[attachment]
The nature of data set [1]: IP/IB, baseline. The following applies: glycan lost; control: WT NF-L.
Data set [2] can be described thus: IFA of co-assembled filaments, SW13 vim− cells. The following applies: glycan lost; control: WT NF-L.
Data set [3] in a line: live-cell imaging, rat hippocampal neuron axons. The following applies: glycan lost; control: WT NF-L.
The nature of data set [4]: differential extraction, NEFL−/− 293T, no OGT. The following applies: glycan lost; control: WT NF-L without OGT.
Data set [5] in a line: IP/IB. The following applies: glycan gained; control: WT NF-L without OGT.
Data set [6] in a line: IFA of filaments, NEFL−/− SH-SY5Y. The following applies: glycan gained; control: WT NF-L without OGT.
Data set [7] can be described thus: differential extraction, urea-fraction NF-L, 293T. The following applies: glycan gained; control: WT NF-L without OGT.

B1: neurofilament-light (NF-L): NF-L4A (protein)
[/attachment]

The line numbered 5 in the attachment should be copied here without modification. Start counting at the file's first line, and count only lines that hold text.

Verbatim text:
Data set [5] in a line: IP/IB. The following applies: glycan gained; control: WT NF-L without OGT.